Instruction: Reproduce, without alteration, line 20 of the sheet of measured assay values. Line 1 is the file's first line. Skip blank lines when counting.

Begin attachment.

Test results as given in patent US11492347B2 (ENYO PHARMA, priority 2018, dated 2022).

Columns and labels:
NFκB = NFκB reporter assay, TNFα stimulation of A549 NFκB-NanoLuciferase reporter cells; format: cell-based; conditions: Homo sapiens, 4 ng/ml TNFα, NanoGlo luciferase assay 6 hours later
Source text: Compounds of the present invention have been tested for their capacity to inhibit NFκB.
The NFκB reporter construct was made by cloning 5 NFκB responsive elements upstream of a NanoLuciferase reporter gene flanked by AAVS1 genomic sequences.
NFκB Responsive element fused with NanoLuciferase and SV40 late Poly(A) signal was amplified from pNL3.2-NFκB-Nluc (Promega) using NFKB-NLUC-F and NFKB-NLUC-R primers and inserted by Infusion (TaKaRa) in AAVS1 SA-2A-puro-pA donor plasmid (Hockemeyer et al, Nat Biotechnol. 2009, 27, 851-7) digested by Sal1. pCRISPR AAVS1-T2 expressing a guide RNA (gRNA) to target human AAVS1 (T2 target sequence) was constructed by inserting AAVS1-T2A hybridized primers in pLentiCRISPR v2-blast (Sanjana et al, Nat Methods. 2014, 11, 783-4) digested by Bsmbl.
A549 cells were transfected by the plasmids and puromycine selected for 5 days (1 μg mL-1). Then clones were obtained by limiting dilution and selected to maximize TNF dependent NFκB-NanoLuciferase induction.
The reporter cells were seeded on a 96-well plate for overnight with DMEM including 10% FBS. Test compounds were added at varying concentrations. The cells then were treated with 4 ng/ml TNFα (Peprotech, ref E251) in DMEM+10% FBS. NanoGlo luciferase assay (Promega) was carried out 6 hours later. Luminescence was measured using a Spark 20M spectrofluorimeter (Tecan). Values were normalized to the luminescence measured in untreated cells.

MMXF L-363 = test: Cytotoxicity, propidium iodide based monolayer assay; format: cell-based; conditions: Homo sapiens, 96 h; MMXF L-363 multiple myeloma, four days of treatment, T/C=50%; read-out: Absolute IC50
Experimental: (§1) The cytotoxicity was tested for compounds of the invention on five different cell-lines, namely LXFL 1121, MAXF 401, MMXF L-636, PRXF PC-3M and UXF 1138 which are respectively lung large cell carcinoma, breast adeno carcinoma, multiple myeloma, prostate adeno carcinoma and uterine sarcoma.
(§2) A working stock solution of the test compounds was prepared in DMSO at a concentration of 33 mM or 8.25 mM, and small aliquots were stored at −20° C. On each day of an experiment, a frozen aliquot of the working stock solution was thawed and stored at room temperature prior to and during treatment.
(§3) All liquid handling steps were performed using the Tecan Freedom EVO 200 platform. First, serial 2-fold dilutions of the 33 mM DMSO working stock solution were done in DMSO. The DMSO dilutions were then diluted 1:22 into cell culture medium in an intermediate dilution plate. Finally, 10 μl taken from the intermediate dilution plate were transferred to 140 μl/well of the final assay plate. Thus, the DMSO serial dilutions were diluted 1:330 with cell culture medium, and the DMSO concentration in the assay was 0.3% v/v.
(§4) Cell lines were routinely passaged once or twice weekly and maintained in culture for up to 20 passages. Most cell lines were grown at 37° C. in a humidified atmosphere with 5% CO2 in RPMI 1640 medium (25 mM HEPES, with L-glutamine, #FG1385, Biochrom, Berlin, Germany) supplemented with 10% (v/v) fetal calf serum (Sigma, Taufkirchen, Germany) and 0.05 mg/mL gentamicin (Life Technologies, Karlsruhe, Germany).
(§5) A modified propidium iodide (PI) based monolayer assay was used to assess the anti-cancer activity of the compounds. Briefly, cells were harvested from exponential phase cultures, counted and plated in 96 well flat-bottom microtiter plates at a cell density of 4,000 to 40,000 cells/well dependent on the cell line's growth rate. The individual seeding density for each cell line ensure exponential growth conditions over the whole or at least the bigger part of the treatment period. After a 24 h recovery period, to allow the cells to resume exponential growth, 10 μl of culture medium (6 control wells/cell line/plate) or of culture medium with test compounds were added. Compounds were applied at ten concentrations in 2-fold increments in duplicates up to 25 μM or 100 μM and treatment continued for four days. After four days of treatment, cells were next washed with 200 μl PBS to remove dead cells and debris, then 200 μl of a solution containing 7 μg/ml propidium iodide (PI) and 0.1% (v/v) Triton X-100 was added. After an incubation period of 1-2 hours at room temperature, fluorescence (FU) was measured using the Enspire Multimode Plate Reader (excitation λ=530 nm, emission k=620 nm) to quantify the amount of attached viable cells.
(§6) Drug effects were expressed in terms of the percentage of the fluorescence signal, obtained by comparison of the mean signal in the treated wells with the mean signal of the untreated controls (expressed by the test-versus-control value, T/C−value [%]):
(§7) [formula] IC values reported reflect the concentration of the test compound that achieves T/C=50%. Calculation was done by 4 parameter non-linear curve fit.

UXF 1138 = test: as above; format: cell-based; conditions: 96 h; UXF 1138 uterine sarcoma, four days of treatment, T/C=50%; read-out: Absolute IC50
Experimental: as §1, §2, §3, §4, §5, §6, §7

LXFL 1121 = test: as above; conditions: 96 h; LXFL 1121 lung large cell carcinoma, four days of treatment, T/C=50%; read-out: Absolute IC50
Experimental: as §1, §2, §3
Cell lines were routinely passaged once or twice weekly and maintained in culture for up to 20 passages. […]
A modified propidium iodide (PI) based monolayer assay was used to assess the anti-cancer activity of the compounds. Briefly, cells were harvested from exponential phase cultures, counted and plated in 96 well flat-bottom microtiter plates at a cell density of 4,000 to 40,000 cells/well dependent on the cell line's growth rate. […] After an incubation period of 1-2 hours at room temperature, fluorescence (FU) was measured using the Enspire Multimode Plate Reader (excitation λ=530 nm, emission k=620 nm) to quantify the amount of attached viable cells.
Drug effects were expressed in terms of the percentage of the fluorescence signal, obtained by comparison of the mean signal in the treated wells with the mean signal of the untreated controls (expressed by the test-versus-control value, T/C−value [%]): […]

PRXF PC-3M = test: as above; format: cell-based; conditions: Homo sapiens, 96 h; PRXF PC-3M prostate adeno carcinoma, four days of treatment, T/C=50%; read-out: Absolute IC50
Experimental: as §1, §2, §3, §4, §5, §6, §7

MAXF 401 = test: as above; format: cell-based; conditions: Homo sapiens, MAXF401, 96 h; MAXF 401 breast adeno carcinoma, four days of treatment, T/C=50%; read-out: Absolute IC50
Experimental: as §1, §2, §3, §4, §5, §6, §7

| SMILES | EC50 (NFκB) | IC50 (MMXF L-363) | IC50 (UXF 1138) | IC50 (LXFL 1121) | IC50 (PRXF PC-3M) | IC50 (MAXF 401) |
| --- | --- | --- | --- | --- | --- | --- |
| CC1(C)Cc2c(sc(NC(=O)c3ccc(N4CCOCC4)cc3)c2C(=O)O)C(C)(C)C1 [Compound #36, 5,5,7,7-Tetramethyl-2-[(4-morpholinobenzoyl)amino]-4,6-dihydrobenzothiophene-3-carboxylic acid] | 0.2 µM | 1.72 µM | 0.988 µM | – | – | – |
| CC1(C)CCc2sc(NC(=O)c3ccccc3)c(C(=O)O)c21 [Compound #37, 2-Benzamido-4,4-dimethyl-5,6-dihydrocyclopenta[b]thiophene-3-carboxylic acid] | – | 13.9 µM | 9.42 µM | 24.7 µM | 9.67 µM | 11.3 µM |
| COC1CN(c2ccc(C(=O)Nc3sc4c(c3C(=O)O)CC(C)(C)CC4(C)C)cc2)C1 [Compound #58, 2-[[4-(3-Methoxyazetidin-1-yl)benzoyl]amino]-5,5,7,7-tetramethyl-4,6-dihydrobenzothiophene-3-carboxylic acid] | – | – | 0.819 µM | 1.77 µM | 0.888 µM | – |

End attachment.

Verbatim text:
Experimental: as §1, §2, §3